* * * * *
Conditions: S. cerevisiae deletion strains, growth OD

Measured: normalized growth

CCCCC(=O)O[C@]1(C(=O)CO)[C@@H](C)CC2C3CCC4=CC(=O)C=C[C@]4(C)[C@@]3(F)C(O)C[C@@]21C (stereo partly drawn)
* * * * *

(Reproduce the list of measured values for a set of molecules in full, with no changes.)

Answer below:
Conditions: S. cerevisiae deletion strains, growth OD

Measured: normalized growth

CCCCC(=O)O[C@]1(C(=O)CO)[C@@H](C)CC2C3CCC4=CC(=O)C=C[C@]4(C)[C@@]3(F)C(O)C[C@@]21C (stereo partly drawn)